News April 2013: "If engineers could build a bridge, and for not very much cost could test it to destruction by driving something heavy over it but with no casualties and leaving no debris; and, finding that it didn't handle the heavy vehicle, could just work on buttressing some aspect of the bridge, and for not very much cost a couple of days later put the next version of the bridge up for testing, it wouldn't surprise me to see bridges developed in just that way. And finally I realised that software engineering differs from most other types of engineering in a very specific way. We have a cost model that mostly encourages us to build incomplete constructs, because it's relatively cheap to fix. Where this doesn't apply (nuclear power plant management, aircraft fly-by-wire systems, etc), development times are much longer and much more expensive (for the equivalent amount of software).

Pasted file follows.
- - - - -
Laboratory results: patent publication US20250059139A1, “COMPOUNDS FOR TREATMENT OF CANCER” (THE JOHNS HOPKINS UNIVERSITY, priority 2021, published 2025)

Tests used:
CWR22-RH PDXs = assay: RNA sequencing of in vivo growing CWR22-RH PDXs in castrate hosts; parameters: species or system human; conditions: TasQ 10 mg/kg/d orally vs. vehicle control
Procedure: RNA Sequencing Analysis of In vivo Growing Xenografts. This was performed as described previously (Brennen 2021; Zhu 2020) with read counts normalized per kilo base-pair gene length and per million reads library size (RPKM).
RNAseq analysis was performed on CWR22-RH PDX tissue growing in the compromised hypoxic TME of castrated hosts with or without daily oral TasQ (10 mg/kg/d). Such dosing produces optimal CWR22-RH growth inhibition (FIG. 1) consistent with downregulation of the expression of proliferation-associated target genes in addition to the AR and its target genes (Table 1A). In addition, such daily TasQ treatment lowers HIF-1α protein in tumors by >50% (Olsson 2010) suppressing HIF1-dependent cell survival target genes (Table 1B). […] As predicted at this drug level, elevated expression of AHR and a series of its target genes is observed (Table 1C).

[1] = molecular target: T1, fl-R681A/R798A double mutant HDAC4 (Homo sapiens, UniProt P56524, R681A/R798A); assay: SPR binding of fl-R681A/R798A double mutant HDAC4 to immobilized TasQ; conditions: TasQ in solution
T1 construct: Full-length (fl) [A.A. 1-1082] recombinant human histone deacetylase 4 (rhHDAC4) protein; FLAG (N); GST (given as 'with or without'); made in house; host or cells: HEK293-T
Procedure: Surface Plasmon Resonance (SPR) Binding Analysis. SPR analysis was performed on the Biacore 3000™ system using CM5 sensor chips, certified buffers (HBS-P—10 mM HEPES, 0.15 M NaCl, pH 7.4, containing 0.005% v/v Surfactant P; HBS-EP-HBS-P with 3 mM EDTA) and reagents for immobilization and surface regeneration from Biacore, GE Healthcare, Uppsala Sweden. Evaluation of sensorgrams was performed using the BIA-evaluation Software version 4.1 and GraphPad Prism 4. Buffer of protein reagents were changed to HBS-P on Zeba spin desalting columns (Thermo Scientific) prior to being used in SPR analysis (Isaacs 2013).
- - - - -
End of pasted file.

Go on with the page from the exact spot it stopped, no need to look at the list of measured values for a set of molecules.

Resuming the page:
Is this good or bad? I make no judgement. But I will observe that in the last 20 years the way people live in large chunks of the world has dramatically changed from all the half built continually buttressed software engineering projects that make up the web, the world of apps, and all that we can find in cyberspace, on our laptops, desktops and phones."